Lessons Learned from Harvey Shared at #NSCexpo

Harris County Judge Ed Emmett shared the lessons learned from the devastating 2017 storm in the Occupational Keynote on Oct. 24.

HOUSTON – Making sure that the damage done by Harvey when the hurricane-turned-tropical-storm inundated the Houston area does not recur is a top priority for Harris County Judge Ed Emmett, whose job makes him the chief executive of the county government. Houston and 34 other cities are in Harris County, and Harvey dumped an unprecedented amount of rain on the region – some locations recorded more than 50 inches of rain during six days.

Harris County Judge Ed EmmettEmmett delivered the Occupational Keynote on Oct. 24 during the National Safety Council’s Congress & Expo here. His speech was expected to be a high point of the event and did not disappoint; Emmett discussed the county's (and also the city of Houston's, state of Texas', and FEMA's) preparations for Harvey, what went right and wrong during the response to help residents in more than 100,000 flooded homes, why no evacuation order was considered or issued, and lessons learned from the experience.

Emmett is the director of Harris County's Office of Homeland Security and Emergency Management. He explained that the office has a state-of-the-art emergency operations center (EOC), but they had no plan ready for an event when the entire county is flooded and the state can't get in to help. "We were locked in our EOC for six nights, and some of the people weren't even supposed to be there," he said.

The county had pre-designated shelters that were to be supplied and staffed by the American Red Cross, and county officials wanted to open 36 of them but found that the Red Cross had no trucks or drivers available. Emmett found enough trucks and drivers, and the shelters opened. The George R. Brown Convention Center and NRG Stadium both became shelters for about 10,000 people each.

"There was never a decision not to evacuate. It was never even considered," he said. How could 4.7 million people be evacuated, he asked, and, for that matter, they could not tell which areas to evacuate because everything was flooded. Also, they remembered the experience of Hurricane Rita in 2005, when evacuees jammed all highways out of Houston and more than 100 people died in the evacuation, including 24 people on a bus carrying nursing home evacuees.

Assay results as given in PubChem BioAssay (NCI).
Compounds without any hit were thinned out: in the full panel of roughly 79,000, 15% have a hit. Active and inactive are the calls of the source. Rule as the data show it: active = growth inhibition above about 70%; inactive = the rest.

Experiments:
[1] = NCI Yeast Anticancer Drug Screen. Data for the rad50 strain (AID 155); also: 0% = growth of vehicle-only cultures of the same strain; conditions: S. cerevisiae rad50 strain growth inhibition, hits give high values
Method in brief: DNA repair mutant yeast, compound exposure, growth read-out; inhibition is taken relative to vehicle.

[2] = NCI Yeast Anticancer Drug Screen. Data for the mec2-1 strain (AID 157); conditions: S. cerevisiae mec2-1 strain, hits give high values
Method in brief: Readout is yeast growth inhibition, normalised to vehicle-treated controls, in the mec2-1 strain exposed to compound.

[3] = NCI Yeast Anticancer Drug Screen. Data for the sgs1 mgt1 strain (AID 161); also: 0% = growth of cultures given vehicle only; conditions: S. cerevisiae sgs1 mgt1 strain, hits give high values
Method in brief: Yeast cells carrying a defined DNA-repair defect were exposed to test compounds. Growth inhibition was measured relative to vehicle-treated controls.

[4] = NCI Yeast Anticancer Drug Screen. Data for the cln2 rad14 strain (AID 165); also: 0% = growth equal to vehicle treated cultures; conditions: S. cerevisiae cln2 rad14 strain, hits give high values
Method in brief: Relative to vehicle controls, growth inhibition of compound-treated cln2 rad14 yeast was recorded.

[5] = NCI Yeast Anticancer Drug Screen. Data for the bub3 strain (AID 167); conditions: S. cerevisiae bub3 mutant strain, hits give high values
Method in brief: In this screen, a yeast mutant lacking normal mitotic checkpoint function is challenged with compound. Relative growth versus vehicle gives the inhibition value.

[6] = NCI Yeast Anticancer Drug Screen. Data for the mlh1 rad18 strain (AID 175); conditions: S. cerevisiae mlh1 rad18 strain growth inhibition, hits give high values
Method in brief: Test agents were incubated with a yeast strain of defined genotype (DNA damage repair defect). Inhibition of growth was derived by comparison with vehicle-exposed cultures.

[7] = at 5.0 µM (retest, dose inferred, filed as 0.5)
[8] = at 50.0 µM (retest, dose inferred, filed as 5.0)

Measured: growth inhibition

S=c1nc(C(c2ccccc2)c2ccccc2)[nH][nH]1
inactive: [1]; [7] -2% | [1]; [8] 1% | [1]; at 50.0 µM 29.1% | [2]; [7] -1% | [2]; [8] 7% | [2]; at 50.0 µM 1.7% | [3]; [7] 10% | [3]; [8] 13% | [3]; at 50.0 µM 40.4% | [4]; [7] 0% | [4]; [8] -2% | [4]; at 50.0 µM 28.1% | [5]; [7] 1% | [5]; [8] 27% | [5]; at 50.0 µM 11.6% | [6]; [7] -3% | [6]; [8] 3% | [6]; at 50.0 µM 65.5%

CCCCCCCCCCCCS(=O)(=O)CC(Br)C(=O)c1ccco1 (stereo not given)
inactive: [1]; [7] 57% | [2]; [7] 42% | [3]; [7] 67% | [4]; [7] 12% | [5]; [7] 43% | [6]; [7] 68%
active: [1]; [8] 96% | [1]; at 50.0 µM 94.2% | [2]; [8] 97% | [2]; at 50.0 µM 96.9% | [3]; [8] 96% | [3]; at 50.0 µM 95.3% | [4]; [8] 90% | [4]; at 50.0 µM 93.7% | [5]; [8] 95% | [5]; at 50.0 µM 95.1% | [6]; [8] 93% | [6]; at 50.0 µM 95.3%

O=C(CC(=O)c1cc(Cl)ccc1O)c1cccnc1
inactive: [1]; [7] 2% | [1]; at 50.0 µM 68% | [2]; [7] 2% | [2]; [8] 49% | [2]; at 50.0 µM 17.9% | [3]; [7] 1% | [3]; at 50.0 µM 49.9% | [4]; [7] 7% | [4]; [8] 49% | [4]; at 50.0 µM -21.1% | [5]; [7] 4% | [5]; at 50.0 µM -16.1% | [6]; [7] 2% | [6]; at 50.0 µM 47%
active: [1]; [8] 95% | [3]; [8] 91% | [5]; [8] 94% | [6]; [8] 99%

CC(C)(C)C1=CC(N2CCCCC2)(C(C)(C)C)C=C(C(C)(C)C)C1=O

He praised the first responders and thousands of people who simply came to help out, either by using their own boats to rescue stranded people from their flooded homes or helping residents clean up damaged homes after the storm was over. "The real heroes were all the first responders, private citizens out in their boats, and people we don't even know" who came to help others, he said.

Key lessons learned from Harvey, he said, are:

  • Good communication among every agency involved in preparedness and response, and ongoing communication with the public, are critical during the event.
  • Don't get distracted. Questions about not issuing an evacuation order were one of the distractions during Harvey, Emmett said. "When you're in the midst of a crisis, you need to be solving the crisis," he explained.
  • Empower people to do their jobs and ensure they are trained to do them. "In the end," he said, "it always comes back to people."

In August 2018, Harris County voters overwhelmingly passed a $2.5 billion bond issue to fund flood control projects all across the county. It was the largest bond issue in Texas history, Emmett said, adding that the 86 percent approval for it showed how united the community is trying to make sure future storms don't do as much harm as Harvey.

He said he hopes that, 10-15 years from now, other jurisdictions look at Harris County as a model for smart recovery following a major disaster.

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